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catcher in the rye summary chapters 21 and 22

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Chapters 21 and 22 Summary Chapters 21 and 22 begin with Holden sneaking into his family home. He is going to visit his little sister Phoebe. Both chapters consist mostly of Holden's conversation with Phoebe. In this chapter the reader learns much more about Holden's family life than was previously revealed. The affluence of the family is more pronounced, as well as the dysfunctional relationship Holden has with his parents. In contrast, during his conversation with Phoebe, his capacity to form a healthy and close is evident. When she finds out he has been expelled, yet again, she becomes very angry and refuses to talk to him properly. We see a change in Holden's character here, as, though he is being "ostracized", he keeps trying, rather than just walking away. ...read more.


The narrative tone is much more vulnerable and open, as Holden feels he can be himself with Phoebe. This shift in tone leads to a change in mood for the chapters. While in the apartment there is a sense of familiarity and safety. Holden says, when he enters Phoebe's room; "I felt swell, for a change. I didn't even feel like I was getting pneumonia or anything anymore. I just felt good, for a change." For a short while, Holden has some outlet for his endless musings. Character There is much learnt about Holden, and particularly his family, in these chapters; * Holden's mother has the capacity to take care of the superficial; it still matters that Phoebe is dressed well. * Phoebe and Holden actually are very close, and he doesn't pretend as much with her. ...read more.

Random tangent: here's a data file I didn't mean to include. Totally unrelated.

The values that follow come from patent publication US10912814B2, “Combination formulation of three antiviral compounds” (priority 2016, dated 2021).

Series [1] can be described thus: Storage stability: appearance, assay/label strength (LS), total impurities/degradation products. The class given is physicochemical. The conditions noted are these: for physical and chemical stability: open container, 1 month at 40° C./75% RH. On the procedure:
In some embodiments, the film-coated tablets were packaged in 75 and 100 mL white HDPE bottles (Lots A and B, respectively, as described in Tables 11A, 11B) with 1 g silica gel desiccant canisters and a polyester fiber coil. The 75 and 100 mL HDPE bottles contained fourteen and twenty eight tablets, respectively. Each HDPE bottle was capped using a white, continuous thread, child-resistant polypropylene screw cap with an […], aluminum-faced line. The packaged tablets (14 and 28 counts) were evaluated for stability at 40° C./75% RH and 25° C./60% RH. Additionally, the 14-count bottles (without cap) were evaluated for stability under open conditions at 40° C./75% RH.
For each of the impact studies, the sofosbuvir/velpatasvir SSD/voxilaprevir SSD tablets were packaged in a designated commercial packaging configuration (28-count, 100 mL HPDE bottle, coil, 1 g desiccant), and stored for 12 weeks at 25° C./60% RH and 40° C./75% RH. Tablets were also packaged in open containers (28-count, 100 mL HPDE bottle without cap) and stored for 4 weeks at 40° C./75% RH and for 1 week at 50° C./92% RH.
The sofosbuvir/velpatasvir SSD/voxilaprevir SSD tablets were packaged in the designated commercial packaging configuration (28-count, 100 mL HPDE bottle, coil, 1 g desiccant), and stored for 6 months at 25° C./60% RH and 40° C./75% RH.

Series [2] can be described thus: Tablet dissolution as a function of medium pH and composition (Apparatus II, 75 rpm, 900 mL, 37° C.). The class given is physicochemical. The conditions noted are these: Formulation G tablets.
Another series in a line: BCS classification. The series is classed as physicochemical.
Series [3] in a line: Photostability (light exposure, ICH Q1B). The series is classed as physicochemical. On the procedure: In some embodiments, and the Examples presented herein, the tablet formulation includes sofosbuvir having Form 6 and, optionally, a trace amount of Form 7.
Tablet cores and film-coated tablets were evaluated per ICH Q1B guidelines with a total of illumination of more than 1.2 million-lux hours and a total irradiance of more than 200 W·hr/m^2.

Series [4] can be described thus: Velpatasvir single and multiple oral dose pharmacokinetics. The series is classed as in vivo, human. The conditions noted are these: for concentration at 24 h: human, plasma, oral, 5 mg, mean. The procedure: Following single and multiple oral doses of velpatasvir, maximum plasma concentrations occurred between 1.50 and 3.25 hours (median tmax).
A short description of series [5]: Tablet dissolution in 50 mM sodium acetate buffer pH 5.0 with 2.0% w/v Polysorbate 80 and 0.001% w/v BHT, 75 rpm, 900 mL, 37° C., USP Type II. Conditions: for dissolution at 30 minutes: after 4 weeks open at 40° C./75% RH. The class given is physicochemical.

She is the embodiment of what Holden thinks needs to be protected, a symbol of what he wants to return to. There is another contradiction in Holden's character, in that, while he forms superficial relationships with people he refuses to try and make a deeper connection. However, he is always searching for someone to talk to. This is much like his attitude to sex, in that while he physically wants it, his fear of growing up and rejection holds him back. His father is perfectly summarized in his sleeping habits. Absent and unreachable; "you can hit my father over the head with a chair and he wont wake up," Death has come to people who were not phony. Holden maintains that Allie was near perfect, and not at all phony. James Castle, his classmate, died refusing to take back his opinion. It is also significant that both characters who die were not adults. Death is not the enemy, the world and aging are. ...read more.

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